Quarterly rate of suspected opioid overdose by U.S. region. Abbreviation: ED = emergency department.

The study also found that the incidence of side effects — primarily drowsiness, nausea, constipation, stomach upset and difficulty focusing — was twice as high among the participants taking opioids than among those on the other medications.

Remarkably — given the length and scope of the opioid epidemic and the number of lives it has claimed — this is the first high-quality, long-term clinical trial to compare opioids head-to-head with non-opioid drugs.

Following the money

The pharmaceutical industry has long controlled the messaging about the efficacy and safety of opioids, in part by muddying the distinction between patient advocacy and corporate advocacy.

That’s the finding of yet another report on the opioid crisis released in mid-February by Sen. Claire McCaskill, D-Missouri. The report exposes the long-running financial ties between major marketers of opioids and third-party patient advocacy groups.

According to the report, five leading opioid manufacturers (Purdue Pharma, Insys Therapeutics, Mylan, Depomed and Janssen Pharmaceuticals) donated almost $11 million to 14 advocacy groups — and some of the doctors affiliated with them — between 2012 and 2017.

The money did not go to waste, as McCaskill’s report explains:

Initiatives from the groups in this report often echoed and amplified messages favorable to increased opioid use — and ultimately, the financial interests of opioid manufacturers. These groups have issued guidelines and policies minimizing the risk of opioid addiction and promoting opioids for chronic pain; lobbied to change laws directed at curbing opioid use; and argued against accountability for physicians and industry executives responsible for overprescription and misbranding. Notably, a majority of these groups also strongly criticized 2016 guidelines from the CDC that recommended limits on opioid prescriptions for chronic pain — the first national standards for prescription opioids and a key federal response to the ongoing epidemic.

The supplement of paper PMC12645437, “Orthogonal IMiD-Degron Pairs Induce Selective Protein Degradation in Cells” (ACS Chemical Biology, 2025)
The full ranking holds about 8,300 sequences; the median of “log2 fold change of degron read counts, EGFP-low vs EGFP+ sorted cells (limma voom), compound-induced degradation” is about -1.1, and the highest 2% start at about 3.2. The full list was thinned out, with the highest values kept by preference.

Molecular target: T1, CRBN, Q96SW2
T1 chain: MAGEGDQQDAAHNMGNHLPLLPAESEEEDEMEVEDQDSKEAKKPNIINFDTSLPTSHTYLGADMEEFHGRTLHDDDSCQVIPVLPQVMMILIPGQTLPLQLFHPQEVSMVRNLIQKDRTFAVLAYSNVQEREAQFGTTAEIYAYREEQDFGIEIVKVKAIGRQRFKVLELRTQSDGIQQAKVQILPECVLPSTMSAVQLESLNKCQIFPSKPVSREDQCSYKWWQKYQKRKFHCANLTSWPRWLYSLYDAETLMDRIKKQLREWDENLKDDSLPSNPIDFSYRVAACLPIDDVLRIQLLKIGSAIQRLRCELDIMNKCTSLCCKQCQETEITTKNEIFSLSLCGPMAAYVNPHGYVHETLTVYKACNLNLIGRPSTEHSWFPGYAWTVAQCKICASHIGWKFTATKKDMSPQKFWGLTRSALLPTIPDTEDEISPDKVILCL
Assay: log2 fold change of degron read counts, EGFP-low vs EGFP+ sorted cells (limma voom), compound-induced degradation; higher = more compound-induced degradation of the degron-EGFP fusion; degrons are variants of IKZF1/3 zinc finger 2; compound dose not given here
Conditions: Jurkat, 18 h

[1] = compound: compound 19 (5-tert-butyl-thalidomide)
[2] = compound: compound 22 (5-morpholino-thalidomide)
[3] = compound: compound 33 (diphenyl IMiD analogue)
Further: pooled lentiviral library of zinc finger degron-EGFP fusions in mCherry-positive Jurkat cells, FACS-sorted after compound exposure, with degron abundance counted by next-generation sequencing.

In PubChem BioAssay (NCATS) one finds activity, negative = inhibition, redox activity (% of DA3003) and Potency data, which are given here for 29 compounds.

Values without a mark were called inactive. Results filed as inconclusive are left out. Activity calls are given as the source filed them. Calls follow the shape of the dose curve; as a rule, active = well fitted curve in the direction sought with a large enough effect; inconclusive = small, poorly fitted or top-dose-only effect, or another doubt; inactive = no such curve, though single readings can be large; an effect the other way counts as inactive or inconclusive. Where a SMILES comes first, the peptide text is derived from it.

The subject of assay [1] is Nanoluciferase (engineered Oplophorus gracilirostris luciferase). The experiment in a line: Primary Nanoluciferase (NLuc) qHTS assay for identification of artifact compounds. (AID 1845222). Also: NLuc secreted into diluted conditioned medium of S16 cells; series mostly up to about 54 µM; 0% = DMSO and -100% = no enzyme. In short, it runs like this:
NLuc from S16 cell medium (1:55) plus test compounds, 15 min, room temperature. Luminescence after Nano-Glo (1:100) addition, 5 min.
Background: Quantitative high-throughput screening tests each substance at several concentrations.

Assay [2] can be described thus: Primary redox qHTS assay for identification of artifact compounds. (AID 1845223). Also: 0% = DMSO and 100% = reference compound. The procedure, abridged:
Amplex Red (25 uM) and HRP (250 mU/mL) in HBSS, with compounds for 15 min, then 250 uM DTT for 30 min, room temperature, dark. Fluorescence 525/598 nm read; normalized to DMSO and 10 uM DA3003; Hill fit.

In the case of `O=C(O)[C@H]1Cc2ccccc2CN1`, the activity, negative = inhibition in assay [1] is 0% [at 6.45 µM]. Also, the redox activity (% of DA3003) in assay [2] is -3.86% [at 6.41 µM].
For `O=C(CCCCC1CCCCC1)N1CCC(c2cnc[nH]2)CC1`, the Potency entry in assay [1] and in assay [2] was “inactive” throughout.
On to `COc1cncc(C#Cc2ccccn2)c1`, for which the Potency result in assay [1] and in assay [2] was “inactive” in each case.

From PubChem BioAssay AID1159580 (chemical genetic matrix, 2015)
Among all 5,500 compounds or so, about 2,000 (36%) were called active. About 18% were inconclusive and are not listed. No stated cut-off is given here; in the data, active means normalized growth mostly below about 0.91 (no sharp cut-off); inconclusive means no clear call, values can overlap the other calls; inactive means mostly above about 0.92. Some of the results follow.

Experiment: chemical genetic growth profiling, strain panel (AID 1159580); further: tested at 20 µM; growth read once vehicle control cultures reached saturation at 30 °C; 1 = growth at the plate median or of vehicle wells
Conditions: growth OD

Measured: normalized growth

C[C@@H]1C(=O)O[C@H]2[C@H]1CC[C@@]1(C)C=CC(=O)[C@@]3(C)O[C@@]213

“The fact that these same manufacturers provided millions of dollars to the groups described [in this report] suggests, at the very least, a direct link between corporate donations and the advancement of opioids-friendly messaging. By aligning medical culture with industry goals in this way, many of the groups described in this report may have played a significant role in creating the necessary conditions for the U.S. opioids epidemic,” the report adds.

One example cited in the report involves the Academy of Integrative Pain Management, which received more than $1.2 million from the five opioid manufacturers during the period examined. According to McCaskill, that advocacy group has joined forces with the American Cancer Society Cancer Action Network to lobby states on opioid-related matters, including efforts to block limits on opioid prescribing.

Patient-advocacy groups are not required by law to reveal their donors. As a result, both the public and policymakers have no way of knowing if the lobbying and educational efforts of these groups is being influenced by corporate money.

“The financial relationships between these groups and opioid manufacturers should be clear to the general public,” McCaskill said in a statement released with the report. “We passed a law ensuring the public had information on payments to doctors by pharmaceutical companies, and I can’t imagine why the same shouldn’t be done in this space.”

FMI:  The CDC report was published in the March 6 edition of the CDC’s Morbidity and Mortality Weekly Report, where it can be read in full. You can read the Midwest Economic Policy Institute’s report on how the opioid crisis has impact constructions workers in the Midwest at that group’s website. Senator McCaskill’s report is also available to read in full online. The Minneapolis VA Center’s study in JAMA is, unfortunately, behind a paywall, but you’ll find an abstract on the journal’s website.